If Clinton wins, congressional obstruction likely; impeachment, not so much

Democratic presidential candidate Hillary Clinton, left, accompanied by retired Pittsburgh Steelers Mel Blount, right, takes the stage at a rally at Heinz Field in Pittsburgh, Friday, Nov. 4, 2016. (AP Photo/Andrew Harnik)

At a rally for Hillary Clinton Thursday, President Barack Obama dedicated an extended riff in his speech to convincing voters that they need to support Democrats for the House and Senate for Clinton to actually be able to govern if she wins the election.

“I have confidence that Hillary will continue the progress we’ve made. She will need allies like Patrick Murphy,” Obama said. “It’s not enough to elect Hillary and stick her with a Republican Congress that behaves the way they’ve been behaving.”

Indeed, Republicans in Congress are already signaling they intend to continue behaving the way they’ve been behaving.

At least three Republican senators have floated the idea of refusing to confirm any of Clinton’s nominees for the Supreme Court if she is elected, even if that means leaving seats vacant for four years. Conservative activists at Heritage Action reportedly urged Republicans at a briefing Thursday to blockade Clinton picks.

“Senators have a sworn obligation to reject nominees who, they believe, would fail to uphold the Constitution,” two Heritage Foundation experts wrote in a National Review op-ed Thursday.

House Oversight Committee Chairman Jason Chaffetz (R-UT) is already talking about having material for two years’ worth of investigations before Clinton steps into the White House. Some are making plans for impeachment already, and Donald Trump has predicted a “constitutional crisis” if Clinton wins.

Rep. Michael McCaul (R-TX) and Sen. Ron Johnson (R-WI) are among those who have claimed Clinton already committed impeachable offenses. Some conservatives have called for impeachment proceedings to commence before Clinton takes office.

A couple of prominent Republicans have attempted to quiet the calls for impeachment for now.

"OK, I'm gonna say, be the adult in the room and say 'calm down, back off, it's not gonna happen,'" Rep. Darrell Issa (R-CA) said in a radio interview Wednesday.

Sen. John Cornyn (R-TX) said Tuesday that talk of impeachment is “premature,” adding that Clinton is unlikely to face criminal charges unless the FBI finds significant new evidence against her.

Democrats have expressed outrage at Republicans already openly plotting to undermine a Clinton presidency before votes are cast.

“How does our democracy function like that?” Obama asked at a Clinton event Wednesday.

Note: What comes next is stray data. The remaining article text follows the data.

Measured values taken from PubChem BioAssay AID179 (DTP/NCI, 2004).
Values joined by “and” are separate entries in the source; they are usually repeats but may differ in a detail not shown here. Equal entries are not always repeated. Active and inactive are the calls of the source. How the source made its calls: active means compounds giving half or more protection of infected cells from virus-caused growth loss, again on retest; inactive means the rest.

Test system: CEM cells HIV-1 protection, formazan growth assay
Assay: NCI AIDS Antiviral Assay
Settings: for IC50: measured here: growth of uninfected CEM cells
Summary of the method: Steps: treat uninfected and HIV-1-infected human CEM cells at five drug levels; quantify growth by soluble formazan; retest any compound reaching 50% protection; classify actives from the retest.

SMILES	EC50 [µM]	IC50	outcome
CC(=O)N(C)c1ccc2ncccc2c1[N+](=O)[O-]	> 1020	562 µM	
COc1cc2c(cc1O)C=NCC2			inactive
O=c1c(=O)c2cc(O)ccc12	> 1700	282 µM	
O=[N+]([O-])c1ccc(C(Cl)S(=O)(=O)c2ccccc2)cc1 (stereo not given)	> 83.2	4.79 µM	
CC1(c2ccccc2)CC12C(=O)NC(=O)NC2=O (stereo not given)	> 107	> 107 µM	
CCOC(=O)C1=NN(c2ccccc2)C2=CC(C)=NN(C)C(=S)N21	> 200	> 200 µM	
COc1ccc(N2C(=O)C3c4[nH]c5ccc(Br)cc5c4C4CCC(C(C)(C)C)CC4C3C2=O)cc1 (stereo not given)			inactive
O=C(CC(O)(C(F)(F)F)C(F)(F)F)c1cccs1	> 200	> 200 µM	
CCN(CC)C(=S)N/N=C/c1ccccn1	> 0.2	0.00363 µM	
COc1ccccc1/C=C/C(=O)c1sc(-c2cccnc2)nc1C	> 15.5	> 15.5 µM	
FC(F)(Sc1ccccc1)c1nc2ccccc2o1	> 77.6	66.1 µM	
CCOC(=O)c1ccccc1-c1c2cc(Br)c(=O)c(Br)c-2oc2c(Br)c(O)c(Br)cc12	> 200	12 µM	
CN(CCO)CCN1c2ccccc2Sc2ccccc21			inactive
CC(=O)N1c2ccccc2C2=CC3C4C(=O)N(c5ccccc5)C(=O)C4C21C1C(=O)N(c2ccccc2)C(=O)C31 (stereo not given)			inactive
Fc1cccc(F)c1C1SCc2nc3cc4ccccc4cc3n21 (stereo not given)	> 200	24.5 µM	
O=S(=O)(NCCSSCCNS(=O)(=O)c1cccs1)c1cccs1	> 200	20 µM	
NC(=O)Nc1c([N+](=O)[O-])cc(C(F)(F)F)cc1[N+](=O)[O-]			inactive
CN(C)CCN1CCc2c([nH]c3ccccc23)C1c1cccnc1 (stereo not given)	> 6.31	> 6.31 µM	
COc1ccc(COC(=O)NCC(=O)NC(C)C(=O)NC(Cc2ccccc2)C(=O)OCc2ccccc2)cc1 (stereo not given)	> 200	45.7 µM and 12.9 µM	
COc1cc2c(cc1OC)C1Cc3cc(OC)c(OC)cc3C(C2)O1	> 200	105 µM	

“In addition to there being no grounds for impeachment to begin with, moving to impeach President Hillary Clinton for alleged activities from before the election would be a brazen attempt to nullify the vote of the American people, outside our constitutional framework and destructive to the Framers’ intent,” House Minority Leader Nancy Pelosi (D-CA) said in a statement.

“I think it’s unpatriotic, and I think it’s dangerous,” Rep. Elijah Cummings (D-MD) told Sinclair Thursday. “I don’t think people realize when they say things like that or when we have a candidate who says the elections are rigged – it takes away from the confidence of the people. You have to have people believing in their democracy. You have to have people believe that their vote counts.”

Cummings also blasted Republicans for hinting that they would not allow Clinton nominees on the Supreme Court. Their rationale for refusing to hold hearings for Obama nominee Merrick Garland was that voters should have their say and let the next president nominate Justice Antonin Scalia’s replacement.

“To me, it’s like a hijacking of our democracy,” Cummings said. “It’s my firm belief that acts like this that’s blocking, not giving a vote on Supreme Court justices is unpatriotic, unfair and unconstitutional. We’re just a better nation than that.”

Republicans up for reelection this month have not seen the kind of negative consequences Democrats and pundits predicted for their obstruction of Garland, and the virulent anti-Clinton sentiment in the GOP base suggests there may not be much political downside to standing in Clinton’s way either.

Experts say Clinton’s ability to govern would be severely constrained if Republicans adopted a firm adversarial stance against her agenda, but their threats of impeachment are probably empty.

It seems almost certain the GOP will retain its majority in the House, and Democratic hopes of retaking the Senate are slipping. Even if Democrats come out of the election with a slim majority in the Senate, it would not be enough to overcome Republican filibusters.

“If Republicans control both chambers and Clinton wins, I think that very little legislation is going to happen,” said Jennifer Nicoll Victor, an associate professor of political science at the Schar School of Policy and Government at George Mason University.